Date of Award

Spring 1993

Project Type


Program or Major


Degree Name

Doctor of Philosophy

First Advisor

Kathleen McCartney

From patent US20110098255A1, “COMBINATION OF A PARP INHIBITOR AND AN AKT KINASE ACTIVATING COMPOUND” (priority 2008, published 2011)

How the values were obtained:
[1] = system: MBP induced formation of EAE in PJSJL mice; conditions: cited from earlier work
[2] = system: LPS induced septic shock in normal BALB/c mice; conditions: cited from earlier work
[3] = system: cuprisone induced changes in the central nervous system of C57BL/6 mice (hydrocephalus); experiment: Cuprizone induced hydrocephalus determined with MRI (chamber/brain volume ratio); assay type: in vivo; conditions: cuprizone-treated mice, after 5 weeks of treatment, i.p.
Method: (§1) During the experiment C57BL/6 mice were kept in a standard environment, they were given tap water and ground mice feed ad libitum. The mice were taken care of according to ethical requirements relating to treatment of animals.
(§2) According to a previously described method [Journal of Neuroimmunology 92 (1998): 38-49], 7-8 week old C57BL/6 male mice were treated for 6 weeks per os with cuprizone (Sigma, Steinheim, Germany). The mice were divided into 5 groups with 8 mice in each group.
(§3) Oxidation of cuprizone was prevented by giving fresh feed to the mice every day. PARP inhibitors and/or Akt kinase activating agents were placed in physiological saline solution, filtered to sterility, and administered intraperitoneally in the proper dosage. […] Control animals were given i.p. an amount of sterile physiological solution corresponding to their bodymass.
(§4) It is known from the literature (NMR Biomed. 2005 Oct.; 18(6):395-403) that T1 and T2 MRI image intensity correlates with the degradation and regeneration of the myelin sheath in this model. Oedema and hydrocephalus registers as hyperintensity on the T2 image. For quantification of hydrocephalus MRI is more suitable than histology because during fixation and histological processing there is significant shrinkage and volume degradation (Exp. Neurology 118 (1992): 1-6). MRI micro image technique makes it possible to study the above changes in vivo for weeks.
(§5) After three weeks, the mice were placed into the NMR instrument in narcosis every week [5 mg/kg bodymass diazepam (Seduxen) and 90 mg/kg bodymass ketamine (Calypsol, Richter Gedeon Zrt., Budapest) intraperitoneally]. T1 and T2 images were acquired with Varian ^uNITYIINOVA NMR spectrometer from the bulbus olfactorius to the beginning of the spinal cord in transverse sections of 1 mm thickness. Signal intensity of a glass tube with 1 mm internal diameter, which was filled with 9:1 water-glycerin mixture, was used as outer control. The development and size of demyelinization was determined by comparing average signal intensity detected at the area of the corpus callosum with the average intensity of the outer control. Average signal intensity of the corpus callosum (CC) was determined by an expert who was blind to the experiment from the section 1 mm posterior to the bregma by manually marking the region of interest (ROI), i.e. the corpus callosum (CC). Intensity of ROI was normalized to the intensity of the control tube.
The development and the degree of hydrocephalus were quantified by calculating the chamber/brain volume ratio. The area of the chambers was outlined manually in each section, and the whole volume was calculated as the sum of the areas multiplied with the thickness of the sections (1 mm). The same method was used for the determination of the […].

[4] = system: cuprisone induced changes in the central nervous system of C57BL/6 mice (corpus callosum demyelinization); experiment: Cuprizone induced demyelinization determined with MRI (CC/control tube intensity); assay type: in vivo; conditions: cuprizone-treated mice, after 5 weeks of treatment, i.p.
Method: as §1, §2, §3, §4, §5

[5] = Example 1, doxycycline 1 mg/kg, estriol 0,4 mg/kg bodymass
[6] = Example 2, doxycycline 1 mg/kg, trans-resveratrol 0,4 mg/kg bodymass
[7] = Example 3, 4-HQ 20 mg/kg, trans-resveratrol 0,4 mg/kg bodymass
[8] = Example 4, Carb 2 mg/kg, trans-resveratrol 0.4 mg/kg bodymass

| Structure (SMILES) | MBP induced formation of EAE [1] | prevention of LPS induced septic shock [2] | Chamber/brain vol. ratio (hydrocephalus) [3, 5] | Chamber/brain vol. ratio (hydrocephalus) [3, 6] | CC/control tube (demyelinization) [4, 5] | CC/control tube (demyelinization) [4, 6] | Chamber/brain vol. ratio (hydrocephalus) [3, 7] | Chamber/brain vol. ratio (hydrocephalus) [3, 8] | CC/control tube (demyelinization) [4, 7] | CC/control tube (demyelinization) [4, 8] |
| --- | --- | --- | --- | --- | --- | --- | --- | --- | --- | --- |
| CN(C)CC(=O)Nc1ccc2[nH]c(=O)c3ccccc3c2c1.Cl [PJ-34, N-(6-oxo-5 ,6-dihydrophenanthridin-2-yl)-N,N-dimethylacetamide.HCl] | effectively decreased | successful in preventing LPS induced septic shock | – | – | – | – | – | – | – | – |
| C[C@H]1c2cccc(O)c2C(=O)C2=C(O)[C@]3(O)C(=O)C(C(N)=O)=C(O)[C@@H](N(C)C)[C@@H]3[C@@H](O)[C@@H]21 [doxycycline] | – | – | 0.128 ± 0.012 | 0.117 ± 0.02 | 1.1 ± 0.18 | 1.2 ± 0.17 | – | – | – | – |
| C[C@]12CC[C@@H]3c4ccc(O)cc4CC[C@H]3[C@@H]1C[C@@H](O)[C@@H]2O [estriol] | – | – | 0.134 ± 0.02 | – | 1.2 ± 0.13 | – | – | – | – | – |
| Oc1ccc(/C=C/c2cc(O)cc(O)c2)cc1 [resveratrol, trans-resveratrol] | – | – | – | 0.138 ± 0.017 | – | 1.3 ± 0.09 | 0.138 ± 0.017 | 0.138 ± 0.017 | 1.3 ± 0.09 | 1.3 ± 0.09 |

In this dissertation, links between internal working models of attachment and self-concept are examined. Attachment and self-concept researchers discuss mental models of the self and the self in relationships as cognitive processors that affect attention to social information, as well as encoding, interpretation, and recall. Although some research supports the notions of attachment and self-concept constructs, no associations between the two have been previously examined. An argument is presented that concepts of the self and models of important relationships are interdependent. This argument is empirically tested with a sample of adolescent girls and their mothers, who completed a series of attachment and self-concept measures. Daughters also completed a self-referent processing procedure, in which they responded to a series of positive, negative, and neutral words, determining which were like, unlike, or neither like nor unlike them. Results partly supported the hypothesis that concepts of the self and the self in important relationships were associated with information processing and each other. Ramifications for future research are discussed.